BNP Paribas expects heavy US sanctions, admits 'mistakes'
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BNP Paribas is set to be “heavily sanctioned” by US authorities probing the bank’s dealings with blacklisted countries, CEO Jean-Laurent Bonnafe has warned employees, while admitting “mistakes were made”, a French TV channel reported on Saturday.
“I want to say it clearly, we are going to be heavily sanctioned,” broadcaster iTele quoted Bonnafe as saying in an internal message posted on June 27.
“Malfunctions have occurred and mistakes were made. But this difficulty we are experiencing should not impact our roadmap.”
The ongoing US probe is examining whether BNP deliberately hid $30 billion worth of transactions with companies and government agencies in Iran, Sudan and Cuba between 2002 and 2009 that directly violated US sanctions against those countries.
Sources this week said the French bank is expected to plead guilty to a federal criminal charge and pay nearly $9 billion as part of a larger settlement with multiple enforcement authorities that could be announced as early as next week.
“This is good news for all teams and for our customers,” iTele quoted Bonnafe as saying regarding the imminent settlement.
“This will help remove current uncertainties in our group. This will allow us to turn the page on these events.”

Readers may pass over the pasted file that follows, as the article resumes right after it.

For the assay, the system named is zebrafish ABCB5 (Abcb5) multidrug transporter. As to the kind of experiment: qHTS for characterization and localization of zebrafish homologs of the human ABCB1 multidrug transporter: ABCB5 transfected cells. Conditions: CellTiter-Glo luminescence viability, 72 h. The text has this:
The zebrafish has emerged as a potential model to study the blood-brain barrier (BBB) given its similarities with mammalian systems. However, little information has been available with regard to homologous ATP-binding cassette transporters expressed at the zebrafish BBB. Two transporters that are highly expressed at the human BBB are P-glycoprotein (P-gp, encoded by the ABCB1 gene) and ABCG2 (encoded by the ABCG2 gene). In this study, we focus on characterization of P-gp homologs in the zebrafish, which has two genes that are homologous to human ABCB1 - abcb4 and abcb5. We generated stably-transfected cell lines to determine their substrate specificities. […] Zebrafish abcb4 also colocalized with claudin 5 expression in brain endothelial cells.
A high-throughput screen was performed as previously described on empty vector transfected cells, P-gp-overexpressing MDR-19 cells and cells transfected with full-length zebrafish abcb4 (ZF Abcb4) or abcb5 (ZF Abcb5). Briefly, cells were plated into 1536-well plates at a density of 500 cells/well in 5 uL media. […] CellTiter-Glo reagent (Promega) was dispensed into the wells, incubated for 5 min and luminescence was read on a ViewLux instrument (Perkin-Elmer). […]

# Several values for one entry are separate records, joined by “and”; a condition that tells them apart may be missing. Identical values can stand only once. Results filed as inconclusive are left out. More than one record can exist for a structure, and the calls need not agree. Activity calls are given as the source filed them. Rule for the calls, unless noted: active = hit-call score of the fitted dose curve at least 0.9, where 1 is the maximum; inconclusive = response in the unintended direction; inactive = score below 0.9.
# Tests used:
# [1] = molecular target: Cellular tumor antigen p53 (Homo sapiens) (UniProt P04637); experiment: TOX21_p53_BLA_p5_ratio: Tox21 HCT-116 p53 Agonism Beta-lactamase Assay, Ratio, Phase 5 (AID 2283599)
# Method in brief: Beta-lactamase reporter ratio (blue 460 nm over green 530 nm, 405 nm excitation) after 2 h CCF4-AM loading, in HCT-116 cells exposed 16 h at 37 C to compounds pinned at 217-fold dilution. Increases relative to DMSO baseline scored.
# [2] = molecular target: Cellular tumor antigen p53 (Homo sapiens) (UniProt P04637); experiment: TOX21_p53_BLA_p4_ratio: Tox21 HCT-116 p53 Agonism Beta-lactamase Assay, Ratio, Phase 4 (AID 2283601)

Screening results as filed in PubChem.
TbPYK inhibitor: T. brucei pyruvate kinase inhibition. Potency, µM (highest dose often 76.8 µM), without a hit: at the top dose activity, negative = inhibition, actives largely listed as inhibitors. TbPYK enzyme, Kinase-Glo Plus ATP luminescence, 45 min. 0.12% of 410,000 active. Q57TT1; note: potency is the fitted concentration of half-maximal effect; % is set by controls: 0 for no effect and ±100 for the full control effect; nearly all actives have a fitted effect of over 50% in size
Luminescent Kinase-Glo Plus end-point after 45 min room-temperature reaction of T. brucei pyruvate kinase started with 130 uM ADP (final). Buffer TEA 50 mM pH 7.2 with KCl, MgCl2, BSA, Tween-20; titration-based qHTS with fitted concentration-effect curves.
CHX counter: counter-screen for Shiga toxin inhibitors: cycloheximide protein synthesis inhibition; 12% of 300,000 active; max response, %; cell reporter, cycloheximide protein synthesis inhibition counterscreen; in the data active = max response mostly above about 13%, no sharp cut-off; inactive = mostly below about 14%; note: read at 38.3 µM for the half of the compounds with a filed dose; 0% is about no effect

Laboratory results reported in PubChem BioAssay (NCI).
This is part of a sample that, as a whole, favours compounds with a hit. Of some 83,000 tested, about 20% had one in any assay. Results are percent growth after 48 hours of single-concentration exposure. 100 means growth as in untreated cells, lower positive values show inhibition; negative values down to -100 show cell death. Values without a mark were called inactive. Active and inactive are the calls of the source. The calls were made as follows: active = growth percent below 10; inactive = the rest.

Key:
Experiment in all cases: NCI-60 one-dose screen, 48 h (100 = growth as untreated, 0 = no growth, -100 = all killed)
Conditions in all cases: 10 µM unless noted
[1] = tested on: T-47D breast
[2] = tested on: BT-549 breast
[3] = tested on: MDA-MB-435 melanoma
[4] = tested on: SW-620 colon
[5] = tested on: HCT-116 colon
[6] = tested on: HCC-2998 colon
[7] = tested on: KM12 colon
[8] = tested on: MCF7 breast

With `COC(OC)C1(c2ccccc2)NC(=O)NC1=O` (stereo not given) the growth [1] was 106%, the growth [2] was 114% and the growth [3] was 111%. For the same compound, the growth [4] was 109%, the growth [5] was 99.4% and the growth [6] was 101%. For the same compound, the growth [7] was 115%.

BNP Paribas is likely to be suspended from converting foreign currencies to dollars on behalf of clients in some businesses for as long as a year, sources familiar with the matter said this week.
The bank has said publicly only that it is in discussions with US authorities about “certain US dollar payments involving countries, persons and entities that could have been subject to economic sanctions”.
It has set aside $1.1 billion for the fine but told shareholders it could be far higher than that. Last month it also said it had improved control processes to ensure such mistakes did not occur again.
BNP plans to lower its dividend and raise funds by selling billions of euros of bonds next week, the Wall Street Journal reported on Saturday.
Analysts have already bet on a cut in BNP dividends and some, such as Deutsche Bank, factored in a zero dividend payout for 2014 in their forecasts for BNP, based on a $9 billion fine.
That would help the French bank maintain its core equity Tier 1 ratio at close to 10 percent.
“At the time of the announcement, I will address each and every one of you,” iTele cited Bonnafe as saying.
“It is my responsibility to tell you what happened, what lessons we have learned and, especially, how we will look ahead to the future."
(FRANCE 24 with REUTERS)